The one-time theology student believed politics should have “heroic ambition,” and speeches should be written, on occasion, for the angels.

Michael Gerson, an evangelical columnist and speechwriter who believed politics could have noble and moral purpose, died on Thursday at the age of 58. He was diagnosed with kidney cancer in 2013.

Gerson crafted the language of faith-inspired politics for president George W. Bush from 1999 to 2006. He fused a theological vision of moral purpose with a practical policy agenda—and in the process produced some of the era’s most memorable phrases, including “armies of compassion” and “axis of evil.”

He gave Bush’s speeches about compassionate conservatism and moral internationalism their rhetorical framework: starting with the “inexorable” call of the historical moment, adding the demands of duty and conscience, naming the various temptations that could lead the American people astray, and ending with a clarion call to do the right but difficult thing, forging forward with “confident hope.”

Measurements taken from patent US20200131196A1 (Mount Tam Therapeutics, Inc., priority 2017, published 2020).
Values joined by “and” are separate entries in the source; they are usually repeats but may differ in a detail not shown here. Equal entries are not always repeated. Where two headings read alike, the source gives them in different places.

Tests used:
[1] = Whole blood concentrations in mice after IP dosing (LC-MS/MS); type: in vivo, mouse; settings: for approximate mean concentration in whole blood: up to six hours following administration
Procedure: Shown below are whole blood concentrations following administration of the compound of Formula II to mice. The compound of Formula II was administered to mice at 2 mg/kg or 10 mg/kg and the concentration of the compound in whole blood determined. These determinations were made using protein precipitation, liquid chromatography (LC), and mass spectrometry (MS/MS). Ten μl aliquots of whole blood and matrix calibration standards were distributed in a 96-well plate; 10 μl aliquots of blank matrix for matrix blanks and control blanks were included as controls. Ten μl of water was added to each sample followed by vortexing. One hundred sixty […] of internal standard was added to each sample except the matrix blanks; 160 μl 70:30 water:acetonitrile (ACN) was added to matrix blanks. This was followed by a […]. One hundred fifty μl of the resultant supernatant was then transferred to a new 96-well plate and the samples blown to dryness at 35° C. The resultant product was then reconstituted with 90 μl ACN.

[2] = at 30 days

Even when key lines or the bulk of a speech was written by someone else in the White House, a colleague recalled, “Mike’s conceptual architecture was always indispensable.”

In the days after the 9/11 terrorist attacks, Gerson was described as “the man whose words helped steady the nation.” A few years later, Time magazine named him one of the country’s most influential evangelicals.

He believed the work of writing speeches was a high calling.

“On most days,” he once said, “you are writing for the next day’s headlines. In a few moments, you are writing for American history. … And then there may come a time, once or twice, when you are writing for the angels.”

Gerson was born into an evangelical family in New Jersey …

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